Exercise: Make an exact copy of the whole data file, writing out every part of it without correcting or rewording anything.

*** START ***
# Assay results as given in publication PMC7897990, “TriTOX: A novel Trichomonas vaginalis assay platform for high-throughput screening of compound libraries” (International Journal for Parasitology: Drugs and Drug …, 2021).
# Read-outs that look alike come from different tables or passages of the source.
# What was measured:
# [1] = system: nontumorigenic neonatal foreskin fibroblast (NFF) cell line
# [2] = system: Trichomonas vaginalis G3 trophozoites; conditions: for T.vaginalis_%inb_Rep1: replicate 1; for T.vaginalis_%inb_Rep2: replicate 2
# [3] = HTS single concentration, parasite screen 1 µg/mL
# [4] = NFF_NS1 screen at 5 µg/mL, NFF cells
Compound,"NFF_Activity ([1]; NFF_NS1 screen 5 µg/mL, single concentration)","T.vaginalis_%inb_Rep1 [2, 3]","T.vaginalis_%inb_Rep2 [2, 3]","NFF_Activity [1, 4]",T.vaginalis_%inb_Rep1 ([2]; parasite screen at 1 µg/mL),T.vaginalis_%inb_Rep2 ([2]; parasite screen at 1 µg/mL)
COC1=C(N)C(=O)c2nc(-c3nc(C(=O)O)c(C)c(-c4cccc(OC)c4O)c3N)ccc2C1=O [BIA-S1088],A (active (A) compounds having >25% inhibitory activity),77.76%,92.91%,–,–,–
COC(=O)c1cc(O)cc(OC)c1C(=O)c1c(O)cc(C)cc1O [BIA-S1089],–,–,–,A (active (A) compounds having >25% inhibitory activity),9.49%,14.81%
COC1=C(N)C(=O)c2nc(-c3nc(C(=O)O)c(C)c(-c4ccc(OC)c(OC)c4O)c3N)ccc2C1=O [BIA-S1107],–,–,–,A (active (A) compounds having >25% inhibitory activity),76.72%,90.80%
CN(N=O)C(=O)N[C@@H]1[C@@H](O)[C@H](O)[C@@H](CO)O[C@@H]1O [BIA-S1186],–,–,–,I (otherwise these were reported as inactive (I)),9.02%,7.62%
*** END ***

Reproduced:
# Assay results as given in publication PMC7897990, “TriTOX: A novel Trichomonas vaginalis assay platform for high-throughput screening of compound libraries” (International Journal for Parasitology: Drugs and Drug …, 2021).
# Read-outs that look alike come from different tables or passages of the source.
# What was measured:
# [1] = system: nontumorigenic neonatal foreskin fibroblast (NFF) cell line
# [2] = system: Trichomonas vaginalis G3 trophozoites; conditions: for T.vaginalis_%inb_Rep1: replicate 1; for T.vaginalis_%inb_Rep2: replicate 2
# [3] = HTS single concentration, parasite screen 1 µg/mL
# [4] = NFF_NS1 screen at 5 µg/mL, NFF cells
Compound,"NFF_Activity ([1]; NFF_NS1 screen 5 µg/mL, single concentration)","T.vaginalis_%inb_Rep1 [2, 3]","T.vaginalis_%inb_Rep2 [2, 3]","NFF_Activity [1, 4]",T.vaginalis_%inb_Rep1 ([2]; parasite screen at 1 µg/mL),T.vaginalis_%inb_Rep2 ([2]; parasite screen at 1 µg/mL)
COC1=C(N)C(=O)c2nc(-c3nc(C(=O)O)c(C)c(-c4cccc(OC)c4O)c3N)ccc2C1=O [BIA-S1088],A (active (A) compounds having >25% inhibitory activity),77.76%,92.91%,–,–,–
COC(=O)c1cc(O)cc(OC)c1C(=O)c1c(O)cc(C)cc1O [BIA-S1089],–,–,–,A (active (A) compounds having >25% inhibitory activity),9.49%,14.81%
COC1=C(N)C(=O)c2nc(-c3nc(C(=O)O)c(C)c(-c4ccc(OC)c(OC)c4O)c3N)ccc2C1=O [BIA-S1107],–,–,–,A (active (A) compounds having >25% inhibitory activity),76.72%,90.80%
CN(N=O)C(=O)N[C@@H]1[C@@H](O)[C@H](O)[C@@H](CO)O[C@@H]1O [BIA-S1186],–,–,–,I (otherwise these were reported as inactive (I)),9.02%,7.62%